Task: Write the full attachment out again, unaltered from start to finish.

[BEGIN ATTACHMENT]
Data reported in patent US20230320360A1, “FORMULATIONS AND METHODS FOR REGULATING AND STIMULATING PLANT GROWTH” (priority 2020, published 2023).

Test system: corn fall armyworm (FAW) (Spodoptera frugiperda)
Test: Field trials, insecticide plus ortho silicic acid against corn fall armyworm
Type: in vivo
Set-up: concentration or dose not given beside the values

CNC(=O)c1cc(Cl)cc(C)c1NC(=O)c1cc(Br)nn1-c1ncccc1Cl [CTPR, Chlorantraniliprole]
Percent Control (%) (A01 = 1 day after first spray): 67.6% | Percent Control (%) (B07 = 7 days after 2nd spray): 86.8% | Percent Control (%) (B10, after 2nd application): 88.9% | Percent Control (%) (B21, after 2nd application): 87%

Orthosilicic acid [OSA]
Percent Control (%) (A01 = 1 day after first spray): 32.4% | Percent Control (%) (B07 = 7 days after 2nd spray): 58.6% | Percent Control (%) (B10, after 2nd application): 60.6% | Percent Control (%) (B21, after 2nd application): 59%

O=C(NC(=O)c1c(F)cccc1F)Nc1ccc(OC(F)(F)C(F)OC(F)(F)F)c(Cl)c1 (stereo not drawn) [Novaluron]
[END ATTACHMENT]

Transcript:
Data reported in patent US20230320360A1, “FORMULATIONS AND METHODS FOR REGULATING AND STIMULATING PLANT GROWTH” (priority 2020, published 2023).

Test system: corn fall armyworm (FAW) (Spodoptera frugiperda)
Test: Field trials, insecticide plus ortho silicic acid against corn fall armyworm
Type: in vivo
Set-up: concentration or dose not given beside the values

CNC(=O)c1cc(Cl)cc(C)c1NC(=O)c1cc(Br)nn1-c1ncccc1Cl [CTPR, Chlorantraniliprole]
Percent Control (%) (A01 = 1 day after first spray): 67.6% | Percent Control (%) (B07 = 7 days after 2nd spray): 86.8% | Percent Control (%) (B10, after 2nd application): 88.9% | Percent Control (%) (B21, after 2nd application): 87%

Orthosilicic acid [OSA]
Percent Control (%) (A01 = 1 day after first spray): 32.4% | Percent Control (%) (B07 = 7 days after 2nd spray): 58.6% | Percent Control (%) (B10, after 2nd application): 60.6% | Percent Control (%) (B21, after 2nd application): 59%

O=C(NC(=O)c1c(F)cccc1F)Nc1ccc(OC(F)(F)C(F)OC(F)(F)F)c(Cl)c1 (stereo not drawn) [Novaluron]